And that was then, before the roles alongside such Hollywood stars as Ben Affleck (1999's Dogma) and Will Smith (1999's Wild Wild West), before the big-bucks contract with Revlon, before her romance with actor Edward Norton, 33. Today Hayek,36, boasts her biggest accomplishment yet: producing and starring in Frida, about the life of Mexican painter Frida Kahlo. To get it made, the 5'2" powerhouse Rodriguez calls "feisty and headstrong" had more trouble getting people to say yes than usual. She spent eight years lining up financing (the film cost about $12 million), handpicking the cast and fighting for the rights—at one point against Jennifer Lopez—to reproduce Kahlo's works. "That is not an easy task for anyone, let alone a Latin American woman who has an accent," says her longtime pal and Frida costar Mia Maestro. "But she doesn't see those things as an excuse to give up or fail; she uses them to empower her."
Call her a wolf in a fox's tight, low-cut clothing. "[People see] this dark, sexy woman and think that she is some hot little tamale," says Alfred Molina, who plays Kahlo's artist husband, Diego Rivera. "Her secret weapon is she's got more smarts than.... Let me put it this way: If she was white and male, she'd be [Miramax Films honcho] Harvey Weinstein by now."
Minus the cricket appetizers, of course. Fiercely proud of her Mexican heritage—so much that she refuses to get lessons to cover her accent—Hayek was born in Coatzacoalcos, Veracruz, an oil town on the Gulf of Mexico, to Sami Hayek Dominguez, a wealthy hardware-store owner of Lebanese descent, and Diana Jimenez Hayek, an opera singer. Along with her younger brother Sami, a writer and furniture designer, "mi princesa," as her father called her, was given everything her heart desired, from a princess's pink bedroom ("She can be very girly," says Maestro) to a tiger and a monkey as pets. When she went to Mexico City—where she attended classes at an acting school sponsored by the TV network Televisa—she sometimes traveled in a chauffeur-driven Mercedes-Benz.
But privilege had its downside too. Shortly after Hayek arrived in the early '80s at the Iberoamericana University in Mexico City to study international relations, she went out on a date with a similarly well-off fellow student. The two were kidnapped by former police officers and held for ransom for nine hours until the boy's parents paid. She dropped out of school before graduating to pursue less nerve-racking drama: acting. In 1988 she got a small part in a soap called Nuevo Amanecer (New Dawn), and the next year she approached Televisa producer Lucy Orozco asking for something bigger. According to Orozco, she dismissed the girl until about two years later when, looking for a confident beauty to star in the soap opera Teresa, she spotted—but did not remember—Hayek. "I asked her what her name was, she looked at me, lifted one eyebrow, and she said, 'Salma Hayek,'" recalls Orozco, now a friend. "She was so sure of herself that she really did not get my sympathy at first."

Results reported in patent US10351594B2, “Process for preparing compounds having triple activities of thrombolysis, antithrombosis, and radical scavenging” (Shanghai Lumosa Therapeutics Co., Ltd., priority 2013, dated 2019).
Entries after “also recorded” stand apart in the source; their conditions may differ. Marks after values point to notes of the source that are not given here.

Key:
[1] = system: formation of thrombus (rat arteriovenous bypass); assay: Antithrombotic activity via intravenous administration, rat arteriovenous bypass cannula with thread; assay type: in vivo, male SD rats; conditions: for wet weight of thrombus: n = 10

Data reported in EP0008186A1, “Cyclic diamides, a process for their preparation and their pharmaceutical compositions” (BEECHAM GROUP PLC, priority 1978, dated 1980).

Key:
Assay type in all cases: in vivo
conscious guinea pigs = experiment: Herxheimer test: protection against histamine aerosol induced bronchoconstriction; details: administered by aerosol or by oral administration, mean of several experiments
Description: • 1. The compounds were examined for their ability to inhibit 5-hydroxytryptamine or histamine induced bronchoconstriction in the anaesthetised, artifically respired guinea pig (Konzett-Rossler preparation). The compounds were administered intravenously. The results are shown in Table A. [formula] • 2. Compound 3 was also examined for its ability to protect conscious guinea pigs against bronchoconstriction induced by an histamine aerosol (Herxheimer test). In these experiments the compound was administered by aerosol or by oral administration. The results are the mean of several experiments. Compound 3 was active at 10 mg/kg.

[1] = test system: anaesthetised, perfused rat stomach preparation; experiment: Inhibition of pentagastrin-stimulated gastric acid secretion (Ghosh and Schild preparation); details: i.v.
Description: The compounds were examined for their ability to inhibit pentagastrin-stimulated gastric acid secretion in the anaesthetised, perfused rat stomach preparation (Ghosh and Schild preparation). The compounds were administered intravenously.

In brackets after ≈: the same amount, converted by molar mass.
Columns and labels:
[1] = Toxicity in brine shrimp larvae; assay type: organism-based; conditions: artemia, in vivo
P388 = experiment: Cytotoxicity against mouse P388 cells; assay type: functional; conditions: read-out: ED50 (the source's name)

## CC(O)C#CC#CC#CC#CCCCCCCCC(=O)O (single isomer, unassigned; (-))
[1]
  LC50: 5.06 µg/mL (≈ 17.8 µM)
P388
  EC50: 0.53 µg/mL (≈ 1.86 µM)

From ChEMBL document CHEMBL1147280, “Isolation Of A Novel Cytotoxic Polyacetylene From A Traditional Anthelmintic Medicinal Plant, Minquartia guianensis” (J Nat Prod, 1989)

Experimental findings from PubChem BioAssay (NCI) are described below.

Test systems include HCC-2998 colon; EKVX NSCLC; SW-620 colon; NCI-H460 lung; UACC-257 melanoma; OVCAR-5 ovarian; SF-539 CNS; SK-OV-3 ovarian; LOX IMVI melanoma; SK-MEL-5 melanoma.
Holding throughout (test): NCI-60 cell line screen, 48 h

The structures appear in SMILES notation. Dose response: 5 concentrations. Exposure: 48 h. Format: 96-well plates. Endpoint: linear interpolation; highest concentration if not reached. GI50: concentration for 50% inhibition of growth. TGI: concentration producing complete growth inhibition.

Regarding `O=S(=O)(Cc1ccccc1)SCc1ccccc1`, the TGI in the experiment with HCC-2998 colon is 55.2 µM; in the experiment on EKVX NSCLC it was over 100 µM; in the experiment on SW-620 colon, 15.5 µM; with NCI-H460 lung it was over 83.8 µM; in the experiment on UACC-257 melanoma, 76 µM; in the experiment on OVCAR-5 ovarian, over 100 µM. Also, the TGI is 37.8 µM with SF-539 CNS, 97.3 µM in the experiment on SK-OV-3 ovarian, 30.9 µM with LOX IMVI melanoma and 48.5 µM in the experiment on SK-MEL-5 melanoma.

Hayek did get the job but quickly found that stardom wasn't enough. "I learned in Mexico that the lens likes me," she told Movieline in 1997. "But I kept thinking, 'I'm famous, but am I good?'" She moved to L.A. in 1991 to find out. After taking time off to study English, she landed small parts in such sitcoms as Dream On and The Sinbad Show before Desperado paved the way for movies like 1996's From Dusk Till Dawn and 1997's Fool's Rush In. Although her films were not always hits, Hayek proved bigger than her box office. "She has the most spirit of anyone I've ever seen," says Jeanne Tripplehorn, who played her lesbian lover in the 2000 drama Timecode. "She's this little thing with all this determination and drive. She's shoot-from-the-hip honest." Plus, "she is very fun," says Rodriguez, whose three young kids are regular sleepover guests at godmother Salma's bright blue modern-style L.A. house. "She loves to tell jokes and stories. She is more than the life of the party. She is the party. When she walks in a room, everyone stops. And when she gets angry," he adds with a laugh, "everyone tries to make her happy again."
Fortunately, any yelling she does these days is likely to come ringside at the boxing matches and L.A. Lakers games she attends with Norton, whom she began dating in 1999 after their chiropractor set them up. "He's charming and a great companion for Salma because he doesn't try to compete with her," says Orozco of Norton. Still, friends have no idea when or how she'll start the family that Rodriguez says "she's been talking about having forever." Just that whatever she chooses to do, as her pal Maestro puts it, "Salma will conquer, no doubt."
Karen S. Schneider
Rachel Biermann and Carrie Bell in L.A. and Adrienne Bard in Mexico City
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